There’s never been a better time to hire—or be—a freelancer. Thousands of companies use freelancers for marketing, communication and consulting work—work that was once completed by full-time company employees.
The number of freelancers who work in business and creative services is in the millions, and that number is only going to rise with the demand. But as a business owner, you may be wondering, “What’s the big deal? What is the actual value of a freelancer? Why should I hire one?”
We’re glad you asked.
1. You can hire different freelancers for different projects.
Freelancers come from a variety of backgrounds with all types of skillsets. While you might use one freelancer regularly for most of your projects, you are under no obligation to assign every project to the same person. You might have one freelancer who is fantastic with white papers and another who is incredible with blog posts. You might have one who is a design guru and another who is a master coder. [See Also “7 Traits to Look for in the Perfect Freelance Writer.”]
Use each freelancer for that skill (or those skills) that he or she is best at to make the most of your budget. Or, if you’re in a time crunch, you might hire more freelancers with the same skillsets to get your work done faster.
2. You have access to talent anywhere in the world.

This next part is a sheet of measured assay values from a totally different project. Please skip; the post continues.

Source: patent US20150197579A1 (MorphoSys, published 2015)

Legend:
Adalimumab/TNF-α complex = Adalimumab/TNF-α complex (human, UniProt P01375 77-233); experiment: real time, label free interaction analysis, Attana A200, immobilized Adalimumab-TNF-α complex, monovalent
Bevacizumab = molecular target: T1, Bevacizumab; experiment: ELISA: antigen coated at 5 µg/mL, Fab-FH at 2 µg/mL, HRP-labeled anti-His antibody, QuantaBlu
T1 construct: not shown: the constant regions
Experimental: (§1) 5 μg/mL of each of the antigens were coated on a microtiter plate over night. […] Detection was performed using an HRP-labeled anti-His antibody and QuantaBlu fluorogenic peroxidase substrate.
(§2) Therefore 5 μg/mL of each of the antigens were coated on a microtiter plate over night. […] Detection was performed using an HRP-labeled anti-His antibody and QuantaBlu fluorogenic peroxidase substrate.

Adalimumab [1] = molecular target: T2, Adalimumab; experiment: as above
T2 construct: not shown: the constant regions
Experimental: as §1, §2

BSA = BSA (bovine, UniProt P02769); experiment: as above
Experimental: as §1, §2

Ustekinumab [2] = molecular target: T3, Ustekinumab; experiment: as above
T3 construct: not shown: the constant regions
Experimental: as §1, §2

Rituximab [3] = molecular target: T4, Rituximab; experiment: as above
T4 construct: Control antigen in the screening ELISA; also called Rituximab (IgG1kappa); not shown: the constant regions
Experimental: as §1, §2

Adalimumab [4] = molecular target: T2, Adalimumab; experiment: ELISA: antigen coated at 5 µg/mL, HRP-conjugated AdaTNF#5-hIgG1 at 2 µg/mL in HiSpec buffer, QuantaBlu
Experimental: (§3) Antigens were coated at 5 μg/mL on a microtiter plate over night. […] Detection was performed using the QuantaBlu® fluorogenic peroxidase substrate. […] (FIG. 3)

Thanks to the marvelous invention known as the internet, freelancers can be thousands of miles away but still work just as effectively for you. This allows you to hire the right person for the job, not just the one who’s closest to you.
3. You don’t have to pay a freelancer a regular salary. (And you don’t have to lay a freelancer off if times get tough.)
A majority of freelancers work on a per-project basis, meaning you only have to pay them when you need them.
Freelancers are accustomed to jobs coming and going (though most love repeat customers). If times get tough for your company and you can’t afford to have a freelancer work for you right now, you simply don’t offer them work for the time being. If you can afford to have them work for you a few months down the road, the chances are good that the freelancer would love to hear from you again.
4. You don’t have to provide benefits to a freelancer.
As every business owners knows, the cost of an in-house employee extends far beyond the normal hourly or salary wage. Benefits, which business owners are required to provide in many instances, are extremely expensive. Since independent contractors aren’t legally employees, businesses are under no obligation to provide them with benefits. The rate you agree on is the rate you pay—no strings attached.
Breanna Olaveson worked in the magazine industry before taking her writing from full-time to nap time with the birth of her first daughter. Her work has appeared in the Ensign, Liahona and New Era magazines, as well as Utah Valley Magazine, Utah Valley BusinessQ, Utah Valley Bride and the Provo Daily Herald. She lives in Utah county with her husband and three children. She blogs at www.breannaolaveson.com.